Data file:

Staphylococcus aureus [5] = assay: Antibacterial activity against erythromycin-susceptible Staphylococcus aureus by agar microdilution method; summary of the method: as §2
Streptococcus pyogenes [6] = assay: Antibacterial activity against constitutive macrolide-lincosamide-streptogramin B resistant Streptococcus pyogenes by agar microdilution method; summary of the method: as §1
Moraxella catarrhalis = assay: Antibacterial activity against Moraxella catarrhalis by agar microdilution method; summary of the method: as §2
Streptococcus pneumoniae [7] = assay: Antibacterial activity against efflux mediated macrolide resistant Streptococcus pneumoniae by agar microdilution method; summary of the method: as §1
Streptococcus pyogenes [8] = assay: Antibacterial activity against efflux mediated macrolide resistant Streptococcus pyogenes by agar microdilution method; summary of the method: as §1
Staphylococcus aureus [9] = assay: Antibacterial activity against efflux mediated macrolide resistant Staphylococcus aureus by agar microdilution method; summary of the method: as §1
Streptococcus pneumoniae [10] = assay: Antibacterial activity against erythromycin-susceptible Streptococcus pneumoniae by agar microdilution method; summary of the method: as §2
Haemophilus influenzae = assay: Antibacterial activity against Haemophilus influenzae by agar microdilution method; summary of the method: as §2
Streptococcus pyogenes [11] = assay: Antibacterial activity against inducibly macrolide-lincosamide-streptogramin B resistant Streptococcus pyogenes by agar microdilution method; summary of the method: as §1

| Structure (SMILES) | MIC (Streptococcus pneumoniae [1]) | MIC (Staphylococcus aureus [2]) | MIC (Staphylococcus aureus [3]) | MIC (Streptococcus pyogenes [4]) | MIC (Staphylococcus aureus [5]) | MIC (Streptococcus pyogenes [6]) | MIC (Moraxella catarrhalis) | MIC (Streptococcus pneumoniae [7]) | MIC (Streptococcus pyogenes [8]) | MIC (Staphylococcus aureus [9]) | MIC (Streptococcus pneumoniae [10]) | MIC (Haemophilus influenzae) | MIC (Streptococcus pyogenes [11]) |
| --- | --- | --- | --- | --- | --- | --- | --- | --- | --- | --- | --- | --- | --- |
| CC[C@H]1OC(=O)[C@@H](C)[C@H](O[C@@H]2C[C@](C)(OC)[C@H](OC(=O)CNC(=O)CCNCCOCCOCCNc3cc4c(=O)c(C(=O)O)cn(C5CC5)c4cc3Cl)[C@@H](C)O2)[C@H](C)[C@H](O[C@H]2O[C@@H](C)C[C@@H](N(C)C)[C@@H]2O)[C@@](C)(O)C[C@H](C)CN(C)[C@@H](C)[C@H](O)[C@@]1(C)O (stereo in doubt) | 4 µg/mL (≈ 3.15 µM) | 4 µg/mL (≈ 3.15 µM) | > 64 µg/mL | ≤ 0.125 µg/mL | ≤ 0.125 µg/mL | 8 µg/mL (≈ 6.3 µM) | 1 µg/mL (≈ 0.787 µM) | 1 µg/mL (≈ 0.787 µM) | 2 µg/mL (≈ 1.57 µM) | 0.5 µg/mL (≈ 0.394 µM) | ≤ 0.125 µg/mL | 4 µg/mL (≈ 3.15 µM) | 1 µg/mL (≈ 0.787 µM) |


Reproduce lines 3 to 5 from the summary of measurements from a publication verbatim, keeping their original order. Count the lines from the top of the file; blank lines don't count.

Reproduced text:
Moraxella catarrhalis = assay: Antibacterial activity against Moraxella catarrhalis by agar microdilution method; summary of the method: as §2
Streptococcus pneumoniae [7] = assay: Antibacterial activity against efflux mediated macrolide resistant Streptococcus pneumoniae by agar microdilution method; summary of the method: as §1
Streptococcus pyogenes [8] = assay: Antibacterial activity against efflux mediated macrolide resistant Streptococcus pyogenes by agar microdilution method; summary of the method: as §1